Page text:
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The owners of Hotel Erwin and Larry’s (a restaurant adjacent to the hotel) in Venice Beach—Marina Pacific Hotel & Suites, LLC; Venice Windward, LLC; Larry’s Venice, L.P.; and Erwin H. Sokol, as trustee of the Frances Sokol Trust (collectively insureds)—sued Fireman’s Fund Insurance Company alleging the COVID-19 virus was present on and had physically transformed, portions of the insured properties—“direct physical loss or damage” within the meaning of Fireman’s Fund’s first party commercial property insurance policy—but Fireman’s Fund refused to pay policy benefits for covered losses incurred as a result. The trial court sustained Fireman’s Fund’s demurrer to the insureds’ first amended complaint without leave to amend and dismissed the lawsuit, ruling the COVID-19 virus cannot cause direct physical loss or damage to property for purposes of insurance coverage.   The Second Appellate District reversed the trial court’s judgment sustaining Defendant’s demurrer to the insureds’ first amended complaint without leave to amend and dismissed the lawsuit, ruling the COVID-19 virus cannot cause direct physical loss or damage to property for purposes of insurance coverage. The court held it was an error at the nascent phase of the case. The court explained that because the insureds adequately alleged losses covered by Fireman’s Fund’s policy, they are entitled to an opportunity to present their case, at trial or in opposition to a motion for summary judgment. The judgment of dismissal based on the trial court’s disbelief of those allegations, whether ultimately reasonable or not, must be reversed. View "Marina Pacific Hotel and Suites, LLC v. Fireman's Fund Ins. Co." on Justia Law

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The Multiemployer Pension Plan Amendments Act (“MPPAA”) requires an employer to pay “withdrawal liability” if it decides to leave a multiemployer pension plan. Calculating the amount of money the employer owes the plan requires an actuary to project the plan’s future payments to pensioners. The MPPAA requires the actuary to use “assumptions and methods which, in the aggregate, are reasonable (taking into account the experience of the plan and reasonable expectations) and which, in combination, offer the actuary’s best estimate of anticipated experience under the plan.” 29 U.S.C. Section 1393(a)(1).   The Energy West Mining Company (“Energy West”) withdrew from the United Mine Workers of America 1974 Pension Plan (“Pension Plan”). In calculating Energy West’s withdrawal liability, the actuary did not rely on the Pension Plan’s performance to determine what discount rate to use but instead adopted a risk-free discount rate. An arbitrator upheld the risk-free discount rate and the district court granted summary judgment to the Pension Plan, enforcing the arbitral award.   The Second Circuit reversed because the actuary’s choice of a risk-free rate violates the MPPAA’s command. The court explained that to calculate Energy West’s withdrawal liability from the Pension Plan, the actuary was required to base his assumptions on the Plan’s actual characteristics. Because the actuary failed to do so, the court reversed the judgment of the district court and remanded for vacatur of the arbitration award. When the actuary calculates Energy West’s withdrawal liability, the discount rate assumption must be similar, but need not be identical, to the discount rate assumption used to calculate minimum funding. View "United Mine Workers of America v. Energy West Mining Company" on Justia Law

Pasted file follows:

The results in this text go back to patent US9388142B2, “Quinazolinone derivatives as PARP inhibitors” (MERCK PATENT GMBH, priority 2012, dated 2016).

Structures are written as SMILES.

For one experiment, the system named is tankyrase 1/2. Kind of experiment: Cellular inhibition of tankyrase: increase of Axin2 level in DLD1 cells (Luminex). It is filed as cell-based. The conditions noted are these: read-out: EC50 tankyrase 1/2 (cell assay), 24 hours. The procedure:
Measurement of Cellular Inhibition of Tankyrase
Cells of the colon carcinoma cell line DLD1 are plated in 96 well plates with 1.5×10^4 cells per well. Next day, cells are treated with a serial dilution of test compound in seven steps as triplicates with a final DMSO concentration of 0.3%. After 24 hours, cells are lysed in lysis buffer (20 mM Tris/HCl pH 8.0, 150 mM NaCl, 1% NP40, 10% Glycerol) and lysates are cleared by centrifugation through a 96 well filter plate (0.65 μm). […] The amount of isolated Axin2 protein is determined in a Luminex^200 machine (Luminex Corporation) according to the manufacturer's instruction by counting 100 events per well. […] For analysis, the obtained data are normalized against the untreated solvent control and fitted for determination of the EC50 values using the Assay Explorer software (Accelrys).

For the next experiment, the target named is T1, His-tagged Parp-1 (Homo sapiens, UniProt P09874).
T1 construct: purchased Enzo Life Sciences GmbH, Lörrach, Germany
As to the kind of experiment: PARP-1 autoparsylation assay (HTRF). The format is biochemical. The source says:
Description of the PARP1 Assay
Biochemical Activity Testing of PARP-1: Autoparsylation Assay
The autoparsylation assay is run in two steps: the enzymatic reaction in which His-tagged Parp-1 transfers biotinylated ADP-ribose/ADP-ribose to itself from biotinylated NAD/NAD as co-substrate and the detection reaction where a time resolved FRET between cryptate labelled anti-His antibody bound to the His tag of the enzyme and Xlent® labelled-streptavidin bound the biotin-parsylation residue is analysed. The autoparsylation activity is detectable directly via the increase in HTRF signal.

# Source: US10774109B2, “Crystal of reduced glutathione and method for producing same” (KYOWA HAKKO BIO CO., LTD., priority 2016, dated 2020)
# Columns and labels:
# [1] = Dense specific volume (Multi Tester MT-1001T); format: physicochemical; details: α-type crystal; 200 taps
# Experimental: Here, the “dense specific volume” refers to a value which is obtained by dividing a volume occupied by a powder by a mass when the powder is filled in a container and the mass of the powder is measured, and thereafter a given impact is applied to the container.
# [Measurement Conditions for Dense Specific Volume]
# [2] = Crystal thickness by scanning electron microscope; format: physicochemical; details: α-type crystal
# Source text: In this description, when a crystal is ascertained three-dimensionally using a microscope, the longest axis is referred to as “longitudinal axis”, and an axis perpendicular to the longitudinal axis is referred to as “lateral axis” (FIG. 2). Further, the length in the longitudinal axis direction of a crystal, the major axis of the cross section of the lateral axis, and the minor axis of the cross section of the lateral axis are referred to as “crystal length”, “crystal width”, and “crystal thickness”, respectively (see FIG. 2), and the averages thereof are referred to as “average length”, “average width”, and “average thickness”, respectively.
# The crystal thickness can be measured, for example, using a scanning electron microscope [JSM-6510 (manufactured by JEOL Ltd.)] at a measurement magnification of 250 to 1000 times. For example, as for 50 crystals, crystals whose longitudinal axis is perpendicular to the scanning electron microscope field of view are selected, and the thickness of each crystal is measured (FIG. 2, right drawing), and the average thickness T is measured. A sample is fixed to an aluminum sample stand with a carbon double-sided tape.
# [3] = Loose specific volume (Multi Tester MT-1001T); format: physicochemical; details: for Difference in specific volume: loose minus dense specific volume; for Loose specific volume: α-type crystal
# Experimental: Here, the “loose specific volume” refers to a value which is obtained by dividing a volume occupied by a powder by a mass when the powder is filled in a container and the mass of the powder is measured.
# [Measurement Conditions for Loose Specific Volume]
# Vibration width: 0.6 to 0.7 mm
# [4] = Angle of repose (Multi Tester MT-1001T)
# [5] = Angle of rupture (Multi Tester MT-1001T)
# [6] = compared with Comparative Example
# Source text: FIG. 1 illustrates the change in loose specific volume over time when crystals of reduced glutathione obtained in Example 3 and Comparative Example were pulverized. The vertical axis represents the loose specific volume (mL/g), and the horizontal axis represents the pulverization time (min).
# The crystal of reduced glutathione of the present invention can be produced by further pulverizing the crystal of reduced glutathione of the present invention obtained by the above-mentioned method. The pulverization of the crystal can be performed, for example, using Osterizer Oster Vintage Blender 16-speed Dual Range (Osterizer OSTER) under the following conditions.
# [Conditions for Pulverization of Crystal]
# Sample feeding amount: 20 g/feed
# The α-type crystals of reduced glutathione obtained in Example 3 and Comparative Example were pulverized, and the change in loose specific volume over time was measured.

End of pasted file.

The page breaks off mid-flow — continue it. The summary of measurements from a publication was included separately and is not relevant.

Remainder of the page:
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In this insurance dispute, the Supreme Court affirmed in part, vacated in part and reversed in part the decision of the district court granting summary judgment in favor of North Star Mutual Insurance Company and against Old Mill Bulk Foods, holding that the district court erred by not granting summary judgment in favor of Old Mill.In July 2018 a fire destroyed the premises of a deli-grocery store. Old Mill elected to renovate another building in which to relocate is business and sought $159,879 under the "extra expense" provision of its insurance policy through North Star. North Star denied coverage and then filed this declaratory judgment to determine the parties' rights and obligations under the policy. The district court denied the extra expenses. The Supreme Court held that the district court (1) erred by not granting summary judgment in favor of Old Mill as to the claimed extra expenses; and (2) properly granted summary judgment with respect to the claim for a walk-in cooler. View "North Star Mutual Insurance Co. v. Miller" on Justia Law

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The Supreme Judicial Court reversed the judgment of the superior court in favor of Insureds in this insurance dispute over attorney's fees, holding that attorney's fees under Mass. Gen. Laws ch. 93A are not awarded as "damages because of 'bodily injury' and are not 'costs taxed against the insured.'"At issue was whether Insureds' insurance policy, which covered "sums that the insured becomes legally obligated to pay as damages because of 'bodily injury,'"included Insureds' liability for attorney's fees under chapter 93A, section 9(4) in an action for breach of warranty resulting in bodily injury. After paying the substantive damages on the claim, Insurer brought this declaratory judgment action to determine whether it was also responsible for attorney's fees. The superior court concluded that the policy did cover attorney's fees. The Supreme Judicial Court reversed, holding that Insureds' policy did not cover the award of attorney's fees under chapter 93A. View "Vermont Mutual Insurance Co. v. Poirier" on Justia Law